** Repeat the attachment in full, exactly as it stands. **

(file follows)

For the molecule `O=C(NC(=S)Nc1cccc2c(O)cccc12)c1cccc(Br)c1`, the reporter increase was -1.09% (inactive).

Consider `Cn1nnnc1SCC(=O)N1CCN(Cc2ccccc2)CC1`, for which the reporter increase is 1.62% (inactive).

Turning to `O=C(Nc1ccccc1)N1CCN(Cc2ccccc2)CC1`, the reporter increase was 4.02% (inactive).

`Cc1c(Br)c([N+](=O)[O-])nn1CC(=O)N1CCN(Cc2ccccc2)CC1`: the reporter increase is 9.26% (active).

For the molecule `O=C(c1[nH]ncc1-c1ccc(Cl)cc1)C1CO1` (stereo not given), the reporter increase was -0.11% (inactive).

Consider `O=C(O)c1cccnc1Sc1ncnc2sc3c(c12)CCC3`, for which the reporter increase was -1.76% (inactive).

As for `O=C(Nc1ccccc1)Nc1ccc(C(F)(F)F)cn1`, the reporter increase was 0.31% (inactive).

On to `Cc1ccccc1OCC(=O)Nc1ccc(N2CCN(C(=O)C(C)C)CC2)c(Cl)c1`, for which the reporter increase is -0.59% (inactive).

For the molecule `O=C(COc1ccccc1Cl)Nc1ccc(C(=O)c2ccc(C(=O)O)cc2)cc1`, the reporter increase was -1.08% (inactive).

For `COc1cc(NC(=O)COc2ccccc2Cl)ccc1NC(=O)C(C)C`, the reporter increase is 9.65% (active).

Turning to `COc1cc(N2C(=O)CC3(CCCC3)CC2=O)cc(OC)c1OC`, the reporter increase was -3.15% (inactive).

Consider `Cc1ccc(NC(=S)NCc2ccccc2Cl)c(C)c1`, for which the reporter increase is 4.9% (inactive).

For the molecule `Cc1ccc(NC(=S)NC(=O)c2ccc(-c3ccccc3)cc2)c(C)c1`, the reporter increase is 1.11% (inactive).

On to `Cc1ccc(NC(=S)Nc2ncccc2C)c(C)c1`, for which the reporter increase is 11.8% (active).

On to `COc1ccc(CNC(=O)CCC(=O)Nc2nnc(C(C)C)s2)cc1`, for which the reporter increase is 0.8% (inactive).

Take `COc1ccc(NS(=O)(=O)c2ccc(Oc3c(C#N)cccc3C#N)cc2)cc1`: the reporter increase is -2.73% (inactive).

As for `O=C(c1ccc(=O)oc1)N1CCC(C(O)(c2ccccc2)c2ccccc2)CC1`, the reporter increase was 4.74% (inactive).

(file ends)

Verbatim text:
For the molecule `O=C(NC(=S)Nc1cccc2c(O)cccc12)c1cccc(Br)c1`, the reporter increase was -1.09% (inactive).

Consider `Cn1nnnc1SCC(=O)N1CCN(Cc2ccccc2)CC1`, for which the reporter increase is 1.62% (inactive).

Turning to `O=C(Nc1ccccc1)N1CCN(Cc2ccccc2)CC1`, the reporter increase was 4.02% (inactive).

`Cc1c(Br)c([N+](=O)[O-])nn1CC(=O)N1CCN(Cc2ccccc2)CC1`: the reporter increase is 9.26% (active).

For the molecule `O=C(c1[nH]ncc1-c1ccc(Cl)cc1)C1CO1` (stereo not given), the reporter increase was -0.11% (inactive).

Consider `O=C(O)c1cccnc1Sc1ncnc2sc3c(c12)CCC3`, for which the reporter increase was -1.76% (inactive).

As for `O=C(Nc1ccccc1)Nc1ccc(C(F)(F)F)cn1`, the reporter increase was 0.31% (inactive).

On to `Cc1ccccc1OCC(=O)Nc1ccc(N2CCN(C(=O)C(C)C)CC2)c(Cl)c1`, for which the reporter increase is -0.59% (inactive).

For the molecule `O=C(COc1ccccc1Cl)Nc1ccc(C(=O)c2ccc(C(=O)O)cc2)cc1`, the reporter increase was -1.08% (inactive).

For `COc1cc(NC(=O)COc2ccccc2Cl)ccc1NC(=O)C(C)C`, the reporter increase is 9.65% (active).

Turning to `COc1cc(N2C(=O)CC3(CCCC3)CC2=O)cc(OC)c1OC`, the reporter increase was -3.15% (inactive).

Consider `Cc1ccc(NC(=S)NCc2ccccc2Cl)c(C)c1`, for which the reporter increase is 4.9% (inactive).

For the molecule `Cc1ccc(NC(=S)NC(=O)c2ccc(-c3ccccc3)cc2)c(C)c1`, the reporter increase is 1.11% (inactive).

On to `Cc1ccc(NC(=S)Nc2ncccc2C)c(C)c1`, for which the reporter increase is 11.8% (active).

On to `COc1ccc(CNC(=O)CCC(=O)Nc2nnc(C(C)C)s2)cc1`, for which the reporter increase is 0.8% (inactive).

Take `COc1ccc(NS(=O)(=O)c2ccc(Oc3c(C#N)cccc3C#N)cc2)cc1`: the reporter increase is -2.73% (inactive).

As for `O=C(c1ccc(=O)oc1)N1CCC(C(O)(c2ccccc2)c2ccccc2)CC1`, the reporter increase was 4.74% (inactive).